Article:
|Tyler Chatwood has the Rockies contending.|
On Sunday, as the Rockies held on to a 4-3 victory, Chatwood continued his impressive, and frankly, dominate season. He gave up two runs--one earned-- in six innings worth of work. He gave up seven hits in the six frames along with four walks and two strikeouts.
Usually when a pitcher allows 11 base runners in six innings of work, they give up more than one earned run. However, the fact that Chatwood wasn't perfect speaks to how good he has become in such a short period of time.
In the 1st inning, Chatwood gave up back-to-back singles to Starlin Castro and Anthony Rizzo. With one out, Alfonso Soriano hit a slow roller to short that moved the runners to second and third base with two outs. Chatwood then walked Nate Schierholz, loading the bases and making things look like they could get ugly for the Rockies early.
The typical young starting pitcher, one who has never been on an Opening Day roster, and one who bounced between the minors and the big leagues in his first two seasons, would often times fold. The situation that Chatwood found himself in would usually result in a big inning. Instead, the Rockies 23-year-old got Cubs outfielder Junior Lake to swing and miss at a 95 MPH fastball.
Chatwood settled in after the 21-pitch 1st inning. He didn't give up a run until Anthony Rizzo led off the 6th with a solo home run. After two singles and an error from Chatwood, Darwin Barney plated the second Cubs run of the day with a sacrifice fly. Chatwood got out of the inning with the inning with the game tied at two, only hoping for his offense to pull through, as his day was done.
Nolan Arenado, mired in a rookie slump, rewarded Chatwood for his efforts on the mound. With two outs and two on, the Rockies third baseman lined a pitch back up the middle and into center field, scoring two runs after Lake launched the throw 20 feet over the plate.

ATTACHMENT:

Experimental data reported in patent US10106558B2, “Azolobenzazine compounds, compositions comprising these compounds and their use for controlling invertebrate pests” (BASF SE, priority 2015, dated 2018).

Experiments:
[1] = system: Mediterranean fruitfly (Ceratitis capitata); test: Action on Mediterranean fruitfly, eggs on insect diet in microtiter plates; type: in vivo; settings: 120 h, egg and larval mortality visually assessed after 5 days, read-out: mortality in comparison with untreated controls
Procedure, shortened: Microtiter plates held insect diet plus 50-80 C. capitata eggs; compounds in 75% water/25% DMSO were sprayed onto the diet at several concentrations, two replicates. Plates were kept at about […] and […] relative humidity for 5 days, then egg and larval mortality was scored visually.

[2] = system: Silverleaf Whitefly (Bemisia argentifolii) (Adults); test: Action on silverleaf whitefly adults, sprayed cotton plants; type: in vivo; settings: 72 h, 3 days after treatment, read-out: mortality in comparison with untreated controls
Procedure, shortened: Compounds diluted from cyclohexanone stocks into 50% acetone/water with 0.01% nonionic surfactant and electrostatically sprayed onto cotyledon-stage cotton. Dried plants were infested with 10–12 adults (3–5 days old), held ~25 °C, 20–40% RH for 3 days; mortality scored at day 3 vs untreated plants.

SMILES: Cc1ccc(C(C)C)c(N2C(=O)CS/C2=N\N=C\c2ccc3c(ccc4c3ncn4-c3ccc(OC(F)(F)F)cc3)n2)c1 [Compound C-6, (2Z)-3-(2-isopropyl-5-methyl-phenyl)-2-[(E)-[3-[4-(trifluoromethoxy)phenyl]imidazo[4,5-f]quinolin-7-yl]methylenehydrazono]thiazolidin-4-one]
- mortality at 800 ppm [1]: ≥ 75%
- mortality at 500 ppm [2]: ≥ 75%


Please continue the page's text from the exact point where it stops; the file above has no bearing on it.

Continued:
The fact is, despite some early struggles at the plate, and a few extended slumps, there should be no lack of confidence in the type of player that Arenado is going to be at the plate. His .240 batting average doesn't do justice to the type of at-bats he has taken in his first three months in the league. He has shown glimpses of greatness, not only in the field, but at the plate as well. He seems to get big hits when it matters. He doesn't have a lost look at the plate when the pressure is on. He shines in those moments.
With the Rockies still 3-1/2 games out in the National League West, and two of the worst teams in the National League on their way to Denver over the next week, the Rockies are in a situation where they must win. They cannot blow opportunities to gain ground on both the Dodgers and the Diamondbacks in front of them. This homestand is crucial to any chance that the Rockies think they might have to actually take home their first-ever division crown.
In order to stay relevant, to prove that they can be a playoff contending team, they need contributions from their young players. They need guys like Chatwood and Arenado to play above their pay grades and find ways to contribute.
The reality is, both Chatwood and Arenado have given the Rockies far more than anyone could have expected. Without them doing what they have done, this team wouldn't be anywhere near the top of the NL West. The Rockies have received more than they ever could have anticipated from both of those guys, and it is the reason they are winning baseball games.
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